Minnesota’s new PELSB took major actions on Friday during a nine-hour meeting, including moving forward draft educator licensing rules, selecting an executive director, and disapproving two Greater Minnesota para-to-teacher programs.
The PELSB Board authorized the Interim Executive Director to revise the final rules draft as they directed and send it to the Governor’s office. This starts the process for a formal hearing and final rules adoption. The hearing is tentatively scheduled for June 8. On this timeline “with no bumps,” Luizzi estimated rules would be adopted by late August.
Speech Language Pathologists
The new state teaching board discussed its proposed rule for new Speech-Language-Pathologists (SLP) and clarified that all teachers, including SLP, with current five-year standard licenses will be grandfathered into Tier 4 licenses.
MREA Executive Director Fred Nolan testified on the shortage of SLP teachers in Minnesota. He proposed requiring a bachelor’s in speech language pathology or communications disorders for Tier 2, a bachelor’s degree and 24 graduate credits in speech language pathology or SPED and a Master’s degree for Tier 4.
Melissa Lonsky of Family Speech & Therapy Services LLC, and president of Minnesota Speech and Hearing Association (MNSHA), then testified in opposition to any Tier 2 or bachelor’s level licensing for new SLP’s stating that under-trained and untrained teachers should not be documenting IEPs.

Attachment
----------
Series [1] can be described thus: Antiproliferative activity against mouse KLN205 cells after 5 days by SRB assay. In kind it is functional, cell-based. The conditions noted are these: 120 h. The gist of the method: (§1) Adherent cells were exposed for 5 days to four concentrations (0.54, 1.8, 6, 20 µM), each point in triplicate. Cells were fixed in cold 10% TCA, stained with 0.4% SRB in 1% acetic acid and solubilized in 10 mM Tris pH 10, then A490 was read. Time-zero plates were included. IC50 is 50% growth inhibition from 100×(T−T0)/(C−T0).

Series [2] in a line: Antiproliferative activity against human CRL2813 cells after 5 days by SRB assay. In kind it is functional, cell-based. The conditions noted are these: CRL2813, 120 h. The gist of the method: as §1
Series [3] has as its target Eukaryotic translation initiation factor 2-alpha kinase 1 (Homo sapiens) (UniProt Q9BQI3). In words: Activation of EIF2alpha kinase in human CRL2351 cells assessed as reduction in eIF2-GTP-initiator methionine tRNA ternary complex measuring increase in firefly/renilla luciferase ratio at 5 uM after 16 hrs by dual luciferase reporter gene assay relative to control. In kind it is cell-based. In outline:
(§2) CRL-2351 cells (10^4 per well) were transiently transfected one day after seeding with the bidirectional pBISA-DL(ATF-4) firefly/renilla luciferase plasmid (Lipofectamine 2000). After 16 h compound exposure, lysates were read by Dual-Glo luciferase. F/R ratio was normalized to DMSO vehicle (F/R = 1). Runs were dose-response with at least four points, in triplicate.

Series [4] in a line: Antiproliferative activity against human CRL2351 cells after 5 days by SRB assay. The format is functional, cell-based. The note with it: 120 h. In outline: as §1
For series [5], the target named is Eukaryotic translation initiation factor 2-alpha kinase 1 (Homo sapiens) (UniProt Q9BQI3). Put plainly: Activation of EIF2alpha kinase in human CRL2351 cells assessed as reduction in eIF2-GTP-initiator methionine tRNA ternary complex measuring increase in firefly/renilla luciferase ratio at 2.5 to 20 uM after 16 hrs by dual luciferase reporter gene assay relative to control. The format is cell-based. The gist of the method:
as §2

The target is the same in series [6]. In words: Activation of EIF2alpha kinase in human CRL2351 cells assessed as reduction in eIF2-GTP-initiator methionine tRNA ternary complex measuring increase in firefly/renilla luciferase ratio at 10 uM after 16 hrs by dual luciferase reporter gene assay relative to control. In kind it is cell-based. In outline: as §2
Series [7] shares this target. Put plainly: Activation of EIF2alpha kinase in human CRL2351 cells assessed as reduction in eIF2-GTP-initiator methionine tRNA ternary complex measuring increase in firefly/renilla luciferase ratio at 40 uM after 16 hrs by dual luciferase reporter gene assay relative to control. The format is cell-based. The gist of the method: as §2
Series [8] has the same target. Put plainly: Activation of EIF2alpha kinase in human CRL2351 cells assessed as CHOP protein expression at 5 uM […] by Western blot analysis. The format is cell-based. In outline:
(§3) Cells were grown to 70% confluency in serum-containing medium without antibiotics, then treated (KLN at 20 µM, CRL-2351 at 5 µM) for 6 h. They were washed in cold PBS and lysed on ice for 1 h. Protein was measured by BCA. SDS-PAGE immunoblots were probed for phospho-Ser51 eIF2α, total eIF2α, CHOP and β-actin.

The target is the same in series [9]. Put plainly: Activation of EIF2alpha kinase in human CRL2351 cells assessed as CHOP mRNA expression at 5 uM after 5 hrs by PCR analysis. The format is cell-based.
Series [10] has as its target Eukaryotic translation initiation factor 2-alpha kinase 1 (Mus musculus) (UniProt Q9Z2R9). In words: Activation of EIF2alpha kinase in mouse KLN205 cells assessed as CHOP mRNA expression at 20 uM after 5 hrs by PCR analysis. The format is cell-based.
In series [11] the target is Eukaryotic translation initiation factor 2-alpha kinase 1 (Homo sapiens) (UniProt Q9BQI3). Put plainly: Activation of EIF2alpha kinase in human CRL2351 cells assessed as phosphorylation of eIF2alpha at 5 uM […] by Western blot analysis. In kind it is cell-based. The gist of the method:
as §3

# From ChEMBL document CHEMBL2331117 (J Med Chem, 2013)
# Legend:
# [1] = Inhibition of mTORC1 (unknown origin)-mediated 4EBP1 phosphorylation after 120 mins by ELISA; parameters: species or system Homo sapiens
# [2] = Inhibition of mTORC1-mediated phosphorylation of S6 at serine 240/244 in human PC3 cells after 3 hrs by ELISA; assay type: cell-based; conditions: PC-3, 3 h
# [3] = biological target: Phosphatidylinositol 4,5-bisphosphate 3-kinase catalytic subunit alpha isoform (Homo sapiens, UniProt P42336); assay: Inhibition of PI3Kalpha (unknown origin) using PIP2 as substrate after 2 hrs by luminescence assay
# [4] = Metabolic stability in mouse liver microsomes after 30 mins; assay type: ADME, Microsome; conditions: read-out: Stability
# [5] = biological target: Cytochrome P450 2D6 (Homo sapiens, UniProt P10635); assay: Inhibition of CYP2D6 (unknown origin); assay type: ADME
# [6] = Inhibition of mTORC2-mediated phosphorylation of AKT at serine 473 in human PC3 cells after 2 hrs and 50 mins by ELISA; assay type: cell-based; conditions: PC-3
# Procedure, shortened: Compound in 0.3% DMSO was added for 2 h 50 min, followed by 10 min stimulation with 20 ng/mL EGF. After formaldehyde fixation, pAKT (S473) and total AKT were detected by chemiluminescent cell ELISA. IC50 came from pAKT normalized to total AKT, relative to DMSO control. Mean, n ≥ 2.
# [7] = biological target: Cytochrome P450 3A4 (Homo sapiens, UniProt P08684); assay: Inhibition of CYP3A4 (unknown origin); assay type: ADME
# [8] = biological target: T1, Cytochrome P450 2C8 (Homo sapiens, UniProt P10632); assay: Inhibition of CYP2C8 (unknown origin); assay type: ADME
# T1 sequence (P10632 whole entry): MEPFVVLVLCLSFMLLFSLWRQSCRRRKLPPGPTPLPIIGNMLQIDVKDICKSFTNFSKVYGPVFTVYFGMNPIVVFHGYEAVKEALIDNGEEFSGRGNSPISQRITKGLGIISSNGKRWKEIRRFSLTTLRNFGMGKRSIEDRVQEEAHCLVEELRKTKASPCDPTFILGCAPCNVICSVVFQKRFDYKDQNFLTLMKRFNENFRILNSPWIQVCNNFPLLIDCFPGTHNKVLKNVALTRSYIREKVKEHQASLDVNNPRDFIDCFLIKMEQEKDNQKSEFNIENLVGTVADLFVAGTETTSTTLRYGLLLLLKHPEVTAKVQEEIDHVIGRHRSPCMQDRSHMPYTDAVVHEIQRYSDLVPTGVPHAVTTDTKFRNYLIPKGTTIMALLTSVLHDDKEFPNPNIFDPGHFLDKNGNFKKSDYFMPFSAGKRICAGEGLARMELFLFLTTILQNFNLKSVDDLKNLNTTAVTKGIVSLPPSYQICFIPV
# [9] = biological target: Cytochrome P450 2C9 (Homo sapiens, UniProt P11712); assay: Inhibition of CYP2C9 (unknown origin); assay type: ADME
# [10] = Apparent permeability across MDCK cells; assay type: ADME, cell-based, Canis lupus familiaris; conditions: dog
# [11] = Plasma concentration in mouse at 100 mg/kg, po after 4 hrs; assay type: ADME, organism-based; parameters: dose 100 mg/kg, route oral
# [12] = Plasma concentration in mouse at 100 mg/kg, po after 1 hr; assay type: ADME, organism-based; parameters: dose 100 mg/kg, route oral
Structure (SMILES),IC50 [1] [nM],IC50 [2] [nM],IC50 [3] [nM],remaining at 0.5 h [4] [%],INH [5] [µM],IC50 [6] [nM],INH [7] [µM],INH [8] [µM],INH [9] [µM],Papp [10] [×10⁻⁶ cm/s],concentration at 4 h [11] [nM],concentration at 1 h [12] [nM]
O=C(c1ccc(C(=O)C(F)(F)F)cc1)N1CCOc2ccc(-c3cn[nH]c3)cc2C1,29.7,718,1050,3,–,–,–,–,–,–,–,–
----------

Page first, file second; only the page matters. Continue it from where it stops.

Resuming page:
After some discussion, the PELSB board directed that in the final rules draft the following:
- No Tier 2 SLP licensure
- Tier 3 requires a Master’s degree
- Tier 4 requires Master’s degree with three years successful teaching
In the discussion, the use of SLP assistants (SLPAs), discretionary variance requests to PELSB starting in 2019, and tele-therapy were offered by board members as responses to the SLP shortage.
Deny Licensure Programs
At the end of the long day, Winona State University and Southwest Minnesota State University appealed the PELSB disapprovals of their para-to-teacher SPED licensure programs.
In both cases, the review panels assembled by PELSB to judge the applications determined that one or more teacher licensing standards were not met in these non-conventional programs.
Both Dean Tarrell Portman of Winona and Dr. Matt Loyd of SMSU alleged bias and lack of communications in the non-conventional SPED program approval process.
PELSB affirmed the staff recommendation to disapprove the programs, but will allow the programs to reapply within a year. This will mark the fourth try at approval for both programs.